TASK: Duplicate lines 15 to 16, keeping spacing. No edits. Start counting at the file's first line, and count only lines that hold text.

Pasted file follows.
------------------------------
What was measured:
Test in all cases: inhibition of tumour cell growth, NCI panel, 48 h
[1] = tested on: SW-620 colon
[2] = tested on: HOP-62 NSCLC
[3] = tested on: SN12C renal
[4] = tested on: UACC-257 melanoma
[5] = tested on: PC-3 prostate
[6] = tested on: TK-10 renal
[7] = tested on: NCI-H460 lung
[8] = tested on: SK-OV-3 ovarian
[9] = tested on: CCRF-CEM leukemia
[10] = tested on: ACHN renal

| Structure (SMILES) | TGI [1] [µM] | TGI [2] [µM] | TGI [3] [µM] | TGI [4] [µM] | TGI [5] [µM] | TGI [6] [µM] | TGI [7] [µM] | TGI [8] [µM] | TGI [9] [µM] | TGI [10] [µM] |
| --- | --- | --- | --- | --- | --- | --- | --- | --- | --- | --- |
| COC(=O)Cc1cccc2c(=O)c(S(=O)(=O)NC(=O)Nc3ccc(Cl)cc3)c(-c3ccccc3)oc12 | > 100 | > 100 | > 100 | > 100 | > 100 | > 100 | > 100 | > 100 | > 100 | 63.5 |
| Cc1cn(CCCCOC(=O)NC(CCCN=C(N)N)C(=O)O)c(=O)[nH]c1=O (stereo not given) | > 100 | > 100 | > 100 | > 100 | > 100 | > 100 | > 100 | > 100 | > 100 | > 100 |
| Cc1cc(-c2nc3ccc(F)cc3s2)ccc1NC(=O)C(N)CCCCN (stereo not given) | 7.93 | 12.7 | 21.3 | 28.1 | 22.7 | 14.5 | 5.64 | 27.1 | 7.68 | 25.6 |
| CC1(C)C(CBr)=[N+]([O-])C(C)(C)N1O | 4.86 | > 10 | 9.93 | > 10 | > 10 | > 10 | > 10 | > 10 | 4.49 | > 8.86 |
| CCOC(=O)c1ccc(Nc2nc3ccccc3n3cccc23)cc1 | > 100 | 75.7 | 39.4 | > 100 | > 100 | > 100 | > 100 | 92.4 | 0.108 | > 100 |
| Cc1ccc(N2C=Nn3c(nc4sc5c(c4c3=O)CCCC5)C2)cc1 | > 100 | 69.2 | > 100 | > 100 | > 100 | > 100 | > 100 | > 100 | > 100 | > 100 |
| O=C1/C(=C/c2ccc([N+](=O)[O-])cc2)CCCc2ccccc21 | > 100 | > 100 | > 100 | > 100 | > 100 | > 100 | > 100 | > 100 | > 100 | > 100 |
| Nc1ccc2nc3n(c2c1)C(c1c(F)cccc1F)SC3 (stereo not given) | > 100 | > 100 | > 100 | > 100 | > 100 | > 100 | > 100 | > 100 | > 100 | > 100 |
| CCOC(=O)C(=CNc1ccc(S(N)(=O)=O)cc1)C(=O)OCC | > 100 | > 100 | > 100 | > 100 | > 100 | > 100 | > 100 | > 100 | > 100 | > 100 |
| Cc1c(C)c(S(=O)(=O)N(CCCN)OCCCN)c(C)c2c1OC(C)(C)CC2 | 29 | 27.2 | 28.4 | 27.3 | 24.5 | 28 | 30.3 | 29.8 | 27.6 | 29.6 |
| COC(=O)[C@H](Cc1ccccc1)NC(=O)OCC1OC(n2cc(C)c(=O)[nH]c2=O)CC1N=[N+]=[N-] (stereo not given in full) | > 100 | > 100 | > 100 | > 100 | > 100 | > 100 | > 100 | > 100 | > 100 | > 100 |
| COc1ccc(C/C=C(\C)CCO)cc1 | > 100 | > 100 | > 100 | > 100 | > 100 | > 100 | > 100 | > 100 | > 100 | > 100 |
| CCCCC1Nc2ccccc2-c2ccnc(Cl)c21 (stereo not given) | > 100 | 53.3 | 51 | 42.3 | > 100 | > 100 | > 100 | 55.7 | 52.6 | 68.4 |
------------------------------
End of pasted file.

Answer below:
| COC(=O)Cc1cccc2c(=O)c(S(=O)(=O)NC(=O)Nc3ccc(Cl)cc3)c(-c3ccccc3)oc12 | > 100 | > 100 | > 100 | > 100 | > 100 | > 100 | > 100 | > 100 | > 100 | 63.5 |
| Cc1cn(CCCCOC(=O)NC(CCCN=C(N)N)C(=O)O)c(=O)[nH]c1=O (stereo not given) | > 100 | > 100 | > 100 | > 100 | > 100 | > 100 | > 100 | > 100 | > 100 | > 100 |